Afghanistan may consider giving conditional immunity from local prosecution for US troops remaining in the country after NATO forces withdraw in 2014, President Hamid Karzai said today.
Negotiations on a US-Afghan security pact that involves talks on the status of US bases in post-2014
Afghanistan were launched in November but negotiators said the immunity issue was not discussed in the first round.
However Karzai said his government was ready to give immunity to US troops if they respected the sovereignty, laws and lives of Afghan people, and helped equip the Afghan security forces.
"Once those conditions are fulfilled by the US with us, Afghanistan is willing to consider immunity for them and I, as the president of Afghanistan, am willing to go to the Afghan people and put that case forward and try to argue for it," he told reporters in Kabul.
"But before I do that, I must make sure that the US respects Afghan sovereignty... that it doesn't keep prisoners in Afghanistan in violation of agreement with us, that it doesn't violate Afghans' homes," he said.
He also said the control of Afghanistan's air space, which is controlled by NATO, should be handed over to Afghans.
Securing immunity for US troops from local prosecution in Afghanistan has been a key issue for the United States and its allies. Washington recalled all its troops from Iraq after Baghdad refused to grant US soldiers immunity.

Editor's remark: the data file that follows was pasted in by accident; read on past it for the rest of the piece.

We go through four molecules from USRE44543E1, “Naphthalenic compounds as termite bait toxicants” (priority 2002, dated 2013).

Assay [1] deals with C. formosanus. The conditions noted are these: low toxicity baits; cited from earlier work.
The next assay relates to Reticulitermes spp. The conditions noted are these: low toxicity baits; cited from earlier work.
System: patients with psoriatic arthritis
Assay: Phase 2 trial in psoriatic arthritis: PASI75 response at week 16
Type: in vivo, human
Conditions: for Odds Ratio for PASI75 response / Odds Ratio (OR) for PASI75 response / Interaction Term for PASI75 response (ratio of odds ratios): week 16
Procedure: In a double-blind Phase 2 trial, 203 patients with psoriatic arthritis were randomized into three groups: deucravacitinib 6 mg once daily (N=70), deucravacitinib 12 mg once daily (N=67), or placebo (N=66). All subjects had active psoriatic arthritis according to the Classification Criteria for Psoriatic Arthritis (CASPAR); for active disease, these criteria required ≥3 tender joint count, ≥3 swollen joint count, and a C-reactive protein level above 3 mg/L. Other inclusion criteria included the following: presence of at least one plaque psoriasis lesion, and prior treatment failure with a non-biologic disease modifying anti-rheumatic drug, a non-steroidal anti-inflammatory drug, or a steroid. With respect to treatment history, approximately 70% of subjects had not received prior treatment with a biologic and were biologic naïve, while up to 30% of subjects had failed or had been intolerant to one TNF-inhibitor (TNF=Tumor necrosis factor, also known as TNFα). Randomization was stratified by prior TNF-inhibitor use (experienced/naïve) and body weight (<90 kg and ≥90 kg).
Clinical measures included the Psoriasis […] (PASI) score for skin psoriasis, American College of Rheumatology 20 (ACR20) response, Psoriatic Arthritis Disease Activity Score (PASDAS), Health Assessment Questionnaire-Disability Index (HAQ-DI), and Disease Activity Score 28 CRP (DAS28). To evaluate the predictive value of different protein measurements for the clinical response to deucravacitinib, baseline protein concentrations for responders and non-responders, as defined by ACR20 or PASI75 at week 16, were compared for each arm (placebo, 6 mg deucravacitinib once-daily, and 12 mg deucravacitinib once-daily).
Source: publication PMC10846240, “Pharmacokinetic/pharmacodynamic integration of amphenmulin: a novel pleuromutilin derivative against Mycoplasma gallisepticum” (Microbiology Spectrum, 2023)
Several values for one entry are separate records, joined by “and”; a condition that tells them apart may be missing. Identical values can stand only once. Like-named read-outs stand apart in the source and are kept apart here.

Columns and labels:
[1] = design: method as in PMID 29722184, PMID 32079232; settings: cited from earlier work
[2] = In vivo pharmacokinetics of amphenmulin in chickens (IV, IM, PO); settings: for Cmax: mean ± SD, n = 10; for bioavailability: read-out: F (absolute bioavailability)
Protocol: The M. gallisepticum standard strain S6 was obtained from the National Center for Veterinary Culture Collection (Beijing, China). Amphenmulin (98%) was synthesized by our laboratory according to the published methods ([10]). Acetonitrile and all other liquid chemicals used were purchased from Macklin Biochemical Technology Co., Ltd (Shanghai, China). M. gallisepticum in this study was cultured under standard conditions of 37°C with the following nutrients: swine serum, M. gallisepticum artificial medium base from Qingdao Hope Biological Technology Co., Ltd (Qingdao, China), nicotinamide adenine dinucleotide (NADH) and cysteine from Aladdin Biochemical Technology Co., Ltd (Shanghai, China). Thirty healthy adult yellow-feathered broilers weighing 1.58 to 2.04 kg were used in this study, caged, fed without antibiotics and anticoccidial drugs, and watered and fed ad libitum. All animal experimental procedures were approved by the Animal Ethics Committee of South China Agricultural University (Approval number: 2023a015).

President Barack Obama is weighing plans to keep roughly 10,000 US troops in Afghanistan after the NATO-led force hands over security to the Afghan government, a senior US official said this week.
The troop levels under consideration remain tentative but the official, who spoke on condition of anonymity, said options range from 6,000 to 15,000 American boots on the ground.
The follow-on force would carry out counter-terrorism operations against Al-Qaeda and provide training and logistical support for Afghan forces, Defense Secretary Leon Panetta has said.
The United States has about 66,000 troops in NATO's total force in Afghanistan of slightly more than 100,000.
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